Hong Kong | Sun, January 31, 2021 | 09:47 pm
A new visa scheme offering millions of Hong Kongers a pathway to British citizenship will go live later on Sunday as the city’s former colonial master opens its doors to those wanting to escape China’s crackdown on dissent.
Everyone with a British National (Overseas) passport and their dependents will be able to apply for a visa online from Sunday afternoon to enable them to live and work in the United Kingdom. They will then apply for citizenship after five years. The immigration scheme is a reaction to Beijing’s decision last year to enforce Hong Kong’s sweeping national security law to snuff out large and frequently violent demonstrations against democracy.
Ahead of Hong Kong’s 1997 handover, Britain accused China of tearing up its pledge that the financial hub would preserve crucial freedoms and autonomy for 50 years. London argued that it had a moral responsibility to preserve its former colonial subjects. This week, Prime Minister Boris Johnson said of the program, “We have honored our profound ties of history and friendship with the people of Hong Kong, and we have stood up for freedom and autonomy,” China has responded to the visa offer with fury.
BN(O) passports were confirmed on Friday that they would no longer be accepted as a valid travel document or ID document. As Hong Kongers tend to use their own passports or ID cards to leave the area, the change was largely symbolic. But Beijing said it was prepared to take “further measures” raising concerns that authorities might try to prevent Hong Kongers from leaving for Britain. How many Hong Kongers will take up the offer is not clear, especially as the coronavirus restricts global flights and causes a painful economic malaise for most of the world, including Britain.
But a BN(O) passport is available for a large number of people—about 70% of the 7.5 million population of Hong Kong. Since the national security law was enforced last July, applications for BN(O) passports have skyrocketed more than 300 percent, with 733,000 registered holders as of mid-January. In the next year, Britain estimates that up to 154,000 Hong Kongers will arrive and up to 322,000 over five years, bringing an expected “net benefit” of up to £ 2.9 billion ($ 4 billion). A legacy of Hong Kong’s return to authoritarian China is the BN(O) passport.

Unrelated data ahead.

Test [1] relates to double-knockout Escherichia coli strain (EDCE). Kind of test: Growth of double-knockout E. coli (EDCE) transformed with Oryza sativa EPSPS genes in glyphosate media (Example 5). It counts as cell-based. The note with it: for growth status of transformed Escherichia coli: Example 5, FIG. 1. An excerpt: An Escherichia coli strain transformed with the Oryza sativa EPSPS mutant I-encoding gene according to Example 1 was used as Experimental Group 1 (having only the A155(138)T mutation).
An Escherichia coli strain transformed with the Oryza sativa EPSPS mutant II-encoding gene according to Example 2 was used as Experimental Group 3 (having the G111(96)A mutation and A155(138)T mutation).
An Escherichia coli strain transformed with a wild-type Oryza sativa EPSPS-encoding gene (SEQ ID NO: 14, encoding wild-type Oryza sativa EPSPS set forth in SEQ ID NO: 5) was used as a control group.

At the time, many Hong Kongers wanted Britain to grant them full citizenship, but the move was opposed by China. The BN(O) was a compromise, giving Hong Kongers born before 1997 the right to stay for six months at a time in Britain, but without the right to work or settle. Now, as authorities execute mass arrests against democracy supporters and move to rid the restless city of dissenting views, it has become one of the few ways out for Hong Kongers to aspire to start a new life overseas.
With her husband and three-year-old son, Stella, a former marketing professional, plans to relocate to Britain imminently. “The national security law in 2020 gave us one last kick because the provisions are basically criminalizing free speech,” she told AFP, requesting to use only her first name. Those wishing to transfer have to prove, under the visa system, that they have ample funds to support both themselves and their dependents for at least six months. Already in Britain, Hong Kongers who are interested in helping others move claim that many of the early applicants appear to be trained middle-class individuals, often with young families, who have enough liquidity to fund their move.
Nic, an activist with a group called Lion Rock Hill UK, told AFP, calling for anonymity, “Most people we spoke with are families with primary school or nursery age kids,” Even before the new scheme came to existence, some Hong Kongers began leaving the city. Britain said earlier this week that about 7,000 individuals have passed under a different Leave Outside the Rules (LOTR) scheme over the last six months. They will also be eligible to apply for visas on the road to citizenship. “The BNO is definitely a lifeboat for Hong Kongers,” Mike, a medical scientist who recently moved to Manchester with his family, told AFP.
He said many Hong Kongers were afraid that China would prevent residents from leaving the territory. “So it is better to leave as soon as possible, “So it is better to leave as soon as possible.